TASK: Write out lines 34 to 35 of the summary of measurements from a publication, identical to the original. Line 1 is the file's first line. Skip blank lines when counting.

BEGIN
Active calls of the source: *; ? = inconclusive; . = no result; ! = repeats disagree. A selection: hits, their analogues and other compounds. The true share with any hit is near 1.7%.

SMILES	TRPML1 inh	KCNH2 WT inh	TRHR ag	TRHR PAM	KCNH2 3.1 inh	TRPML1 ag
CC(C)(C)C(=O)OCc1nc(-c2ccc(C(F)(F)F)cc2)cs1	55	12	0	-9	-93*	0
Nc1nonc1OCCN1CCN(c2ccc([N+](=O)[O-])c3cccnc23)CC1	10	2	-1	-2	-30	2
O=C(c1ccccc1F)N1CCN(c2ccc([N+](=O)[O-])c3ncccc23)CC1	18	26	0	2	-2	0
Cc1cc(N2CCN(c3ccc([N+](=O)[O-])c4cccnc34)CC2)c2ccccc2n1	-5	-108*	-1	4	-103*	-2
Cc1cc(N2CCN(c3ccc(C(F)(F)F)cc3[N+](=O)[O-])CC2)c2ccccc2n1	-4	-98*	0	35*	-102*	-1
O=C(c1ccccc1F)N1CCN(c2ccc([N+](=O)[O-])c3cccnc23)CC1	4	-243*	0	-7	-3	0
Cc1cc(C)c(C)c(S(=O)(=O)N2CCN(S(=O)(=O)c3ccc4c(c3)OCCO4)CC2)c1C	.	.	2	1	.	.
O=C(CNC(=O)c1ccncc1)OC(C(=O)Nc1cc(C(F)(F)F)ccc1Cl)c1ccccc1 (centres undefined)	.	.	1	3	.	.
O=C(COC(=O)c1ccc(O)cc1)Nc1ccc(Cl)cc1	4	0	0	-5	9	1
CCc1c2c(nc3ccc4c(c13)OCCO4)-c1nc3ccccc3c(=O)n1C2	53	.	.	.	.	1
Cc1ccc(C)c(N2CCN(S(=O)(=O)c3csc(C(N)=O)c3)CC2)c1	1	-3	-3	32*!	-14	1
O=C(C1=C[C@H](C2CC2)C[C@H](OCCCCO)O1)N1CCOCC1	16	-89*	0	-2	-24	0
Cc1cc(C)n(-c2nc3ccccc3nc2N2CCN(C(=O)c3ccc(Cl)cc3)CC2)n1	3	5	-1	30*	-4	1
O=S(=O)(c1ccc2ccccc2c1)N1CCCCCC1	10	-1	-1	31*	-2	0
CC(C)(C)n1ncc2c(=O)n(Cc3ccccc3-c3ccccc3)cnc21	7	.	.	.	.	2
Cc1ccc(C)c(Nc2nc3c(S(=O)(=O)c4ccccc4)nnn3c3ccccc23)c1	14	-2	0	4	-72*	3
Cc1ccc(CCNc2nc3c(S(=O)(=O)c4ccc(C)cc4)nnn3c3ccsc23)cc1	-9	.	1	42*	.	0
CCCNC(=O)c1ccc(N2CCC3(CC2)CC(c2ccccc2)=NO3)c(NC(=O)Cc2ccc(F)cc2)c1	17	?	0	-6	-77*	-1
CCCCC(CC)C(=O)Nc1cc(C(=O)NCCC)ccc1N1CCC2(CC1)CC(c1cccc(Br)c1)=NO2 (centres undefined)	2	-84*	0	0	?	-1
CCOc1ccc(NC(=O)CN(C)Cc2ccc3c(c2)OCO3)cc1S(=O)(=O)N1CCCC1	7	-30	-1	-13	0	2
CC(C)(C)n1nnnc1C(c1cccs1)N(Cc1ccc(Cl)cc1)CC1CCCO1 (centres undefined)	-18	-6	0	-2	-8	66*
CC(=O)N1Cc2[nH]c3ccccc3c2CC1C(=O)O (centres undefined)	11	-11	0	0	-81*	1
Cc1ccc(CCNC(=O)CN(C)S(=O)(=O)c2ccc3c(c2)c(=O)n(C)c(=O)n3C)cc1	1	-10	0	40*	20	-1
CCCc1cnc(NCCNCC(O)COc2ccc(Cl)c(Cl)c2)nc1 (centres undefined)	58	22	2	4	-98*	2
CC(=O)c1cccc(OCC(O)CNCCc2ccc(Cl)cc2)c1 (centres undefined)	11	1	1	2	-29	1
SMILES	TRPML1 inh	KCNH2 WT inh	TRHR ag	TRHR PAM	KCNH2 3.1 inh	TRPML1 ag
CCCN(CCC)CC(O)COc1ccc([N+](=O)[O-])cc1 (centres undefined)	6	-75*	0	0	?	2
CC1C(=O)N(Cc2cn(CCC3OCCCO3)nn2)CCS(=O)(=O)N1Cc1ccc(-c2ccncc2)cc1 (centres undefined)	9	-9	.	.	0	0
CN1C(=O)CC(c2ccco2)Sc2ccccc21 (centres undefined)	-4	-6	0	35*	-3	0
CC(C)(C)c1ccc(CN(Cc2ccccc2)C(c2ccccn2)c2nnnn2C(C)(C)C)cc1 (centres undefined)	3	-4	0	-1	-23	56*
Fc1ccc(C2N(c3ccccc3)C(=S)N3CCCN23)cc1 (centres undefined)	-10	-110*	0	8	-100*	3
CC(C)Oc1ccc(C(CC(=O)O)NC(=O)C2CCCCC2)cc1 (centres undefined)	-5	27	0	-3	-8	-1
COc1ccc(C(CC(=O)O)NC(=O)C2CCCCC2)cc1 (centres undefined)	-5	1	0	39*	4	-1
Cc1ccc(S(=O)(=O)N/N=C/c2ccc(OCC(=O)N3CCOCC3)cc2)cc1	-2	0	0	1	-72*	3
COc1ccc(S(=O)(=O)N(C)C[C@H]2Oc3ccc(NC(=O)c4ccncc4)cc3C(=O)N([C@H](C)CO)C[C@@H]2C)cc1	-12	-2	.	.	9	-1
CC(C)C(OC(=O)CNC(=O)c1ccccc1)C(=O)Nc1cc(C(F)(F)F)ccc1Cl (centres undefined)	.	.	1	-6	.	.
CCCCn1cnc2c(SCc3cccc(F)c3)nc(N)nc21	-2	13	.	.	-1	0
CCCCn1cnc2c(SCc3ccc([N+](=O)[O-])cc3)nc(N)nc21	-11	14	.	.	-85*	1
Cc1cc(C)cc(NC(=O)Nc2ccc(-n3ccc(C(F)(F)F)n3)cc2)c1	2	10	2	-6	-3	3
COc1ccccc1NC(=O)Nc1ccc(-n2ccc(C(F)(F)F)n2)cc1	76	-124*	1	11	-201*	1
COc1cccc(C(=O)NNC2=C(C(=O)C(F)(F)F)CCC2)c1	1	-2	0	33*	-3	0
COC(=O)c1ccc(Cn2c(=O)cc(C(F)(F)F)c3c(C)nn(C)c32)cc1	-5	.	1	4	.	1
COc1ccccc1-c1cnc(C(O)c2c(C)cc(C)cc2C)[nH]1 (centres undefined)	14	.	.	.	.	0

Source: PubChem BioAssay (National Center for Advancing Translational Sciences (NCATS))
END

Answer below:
CC(C)Oc1ccc(C(CC(=O)O)NC(=O)C2CCCCC2)cc1 (centres undefined)	-5	27	0	-3	-8	-1
COc1ccc(C(CC(=O)O)NC(=O)C2CCCCC2)cc1 (centres undefined)	-5	1	0	39*	4	-1